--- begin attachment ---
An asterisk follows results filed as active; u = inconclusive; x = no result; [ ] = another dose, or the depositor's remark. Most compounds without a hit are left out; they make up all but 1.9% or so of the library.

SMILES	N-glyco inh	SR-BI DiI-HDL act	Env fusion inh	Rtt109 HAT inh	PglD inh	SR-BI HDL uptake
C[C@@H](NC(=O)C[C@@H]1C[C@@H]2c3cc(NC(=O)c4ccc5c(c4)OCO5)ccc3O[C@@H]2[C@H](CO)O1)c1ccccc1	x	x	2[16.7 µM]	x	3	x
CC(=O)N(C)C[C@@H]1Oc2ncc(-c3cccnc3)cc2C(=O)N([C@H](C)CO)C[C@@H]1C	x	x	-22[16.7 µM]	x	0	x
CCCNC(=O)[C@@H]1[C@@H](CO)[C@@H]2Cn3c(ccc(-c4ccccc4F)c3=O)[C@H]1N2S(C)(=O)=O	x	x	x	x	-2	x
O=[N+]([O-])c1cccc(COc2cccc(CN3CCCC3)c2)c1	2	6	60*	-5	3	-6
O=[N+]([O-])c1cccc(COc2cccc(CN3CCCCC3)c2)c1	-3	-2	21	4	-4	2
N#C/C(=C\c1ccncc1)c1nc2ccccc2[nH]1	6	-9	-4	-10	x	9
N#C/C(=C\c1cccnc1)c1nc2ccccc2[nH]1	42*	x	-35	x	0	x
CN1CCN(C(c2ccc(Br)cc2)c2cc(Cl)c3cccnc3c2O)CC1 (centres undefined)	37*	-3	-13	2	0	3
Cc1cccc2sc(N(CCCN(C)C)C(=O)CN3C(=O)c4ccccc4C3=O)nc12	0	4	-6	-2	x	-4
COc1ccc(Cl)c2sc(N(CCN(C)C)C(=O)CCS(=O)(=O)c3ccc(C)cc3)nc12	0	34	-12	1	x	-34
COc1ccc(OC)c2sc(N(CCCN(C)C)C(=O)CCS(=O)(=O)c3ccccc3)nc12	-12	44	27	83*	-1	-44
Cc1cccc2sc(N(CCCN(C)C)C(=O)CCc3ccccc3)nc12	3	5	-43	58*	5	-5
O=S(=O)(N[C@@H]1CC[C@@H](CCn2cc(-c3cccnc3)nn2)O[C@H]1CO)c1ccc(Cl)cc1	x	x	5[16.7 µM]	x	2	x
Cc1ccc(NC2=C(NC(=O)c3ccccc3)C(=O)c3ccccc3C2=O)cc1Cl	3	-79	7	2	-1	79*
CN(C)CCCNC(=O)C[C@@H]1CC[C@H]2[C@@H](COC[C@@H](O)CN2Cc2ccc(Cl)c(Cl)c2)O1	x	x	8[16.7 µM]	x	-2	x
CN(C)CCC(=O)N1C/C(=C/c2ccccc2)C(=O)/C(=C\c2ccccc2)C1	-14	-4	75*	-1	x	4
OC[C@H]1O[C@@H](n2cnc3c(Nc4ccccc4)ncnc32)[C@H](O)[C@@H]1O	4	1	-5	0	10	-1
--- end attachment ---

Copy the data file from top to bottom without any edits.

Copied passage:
An asterisk follows results filed as active; u = inconclusive; x = no result; [ ] = another dose, or the depositor's remark. Most compounds without a hit are left out; they make up all but 1.9% or so of the library.

SMILES	N-glyco inh	SR-BI DiI-HDL act	Env fusion inh	Rtt109 HAT inh	PglD inh	SR-BI HDL uptake
C[C@@H](NC(=O)C[C@@H]1C[C@@H]2c3cc(NC(=O)c4ccc5c(c4)OCO5)ccc3O[C@@H]2[C@H](CO)O1)c1ccccc1	x	x	2[16.7 µM]	x	3	x
CC(=O)N(C)C[C@@H]1Oc2ncc(-c3cccnc3)cc2C(=O)N([C@H](C)CO)C[C@@H]1C	x	x	-22[16.7 µM]	x	0	x
CCCNC(=O)[C@@H]1[C@@H](CO)[C@@H]2Cn3c(ccc(-c4ccccc4F)c3=O)[C@H]1N2S(C)(=O)=O	x	x	x	x	-2	x
O=[N+]([O-])c1cccc(COc2cccc(CN3CCCC3)c2)c1	2	6	60*	-5	3	-6
O=[N+]([O-])c1cccc(COc2cccc(CN3CCCCC3)c2)c1	-3	-2	21	4	-4	2
N#C/C(=C\c1ccncc1)c1nc2ccccc2[nH]1	6	-9	-4	-10	x	9
N#C/C(=C\c1cccnc1)c1nc2ccccc2[nH]1	42*	x	-35	x	0	x
CN1CCN(C(c2ccc(Br)cc2)c2cc(Cl)c3cccnc3c2O)CC1 (centres undefined)	37*	-3	-13	2	0	3
Cc1cccc2sc(N(CCCN(C)C)C(=O)CN3C(=O)c4ccccc4C3=O)nc12	0	4	-6	-2	x	-4
COc1ccc(Cl)c2sc(N(CCN(C)C)C(=O)CCS(=O)(=O)c3ccc(C)cc3)nc12	0	34	-12	1	x	-34
COc1ccc(OC)c2sc(N(CCCN(C)C)C(=O)CCS(=O)(=O)c3ccccc3)nc12	-12	44	27	83*	-1	-44
Cc1cccc2sc(N(CCCN(C)C)C(=O)CCc3ccccc3)nc12	3	5	-43	58*	5	-5
O=S(=O)(N[C@@H]1CC[C@@H](CCn2cc(-c3cccnc3)nn2)O[C@H]1CO)c1ccc(Cl)cc1	x	x	5[16.7 µM]	x	2	x
Cc1ccc(NC2=C(NC(=O)c3ccccc3)C(=O)c3ccccc3C2=O)cc1Cl	3	-79	7	2	-1	79*
CN(C)CCCNC(=O)C[C@@H]1CC[C@H]2[C@@H](COC[C@@H](O)CN2Cc2ccc(Cl)c(Cl)c2)O1	x	x	8[16.7 µM]	x	-2	x
CN(C)CCC(=O)N1C/C(=C/c2ccccc2)C(=O)/C(=C\c2ccccc2)C1	-14	-4	75*	-1	x	4
OC[C@H]1O[C@@H](n2cnc3c(Nc4ccccc4)ncnc32)[C@H](O)[C@@H]1O	4	1	-5	0	10	-1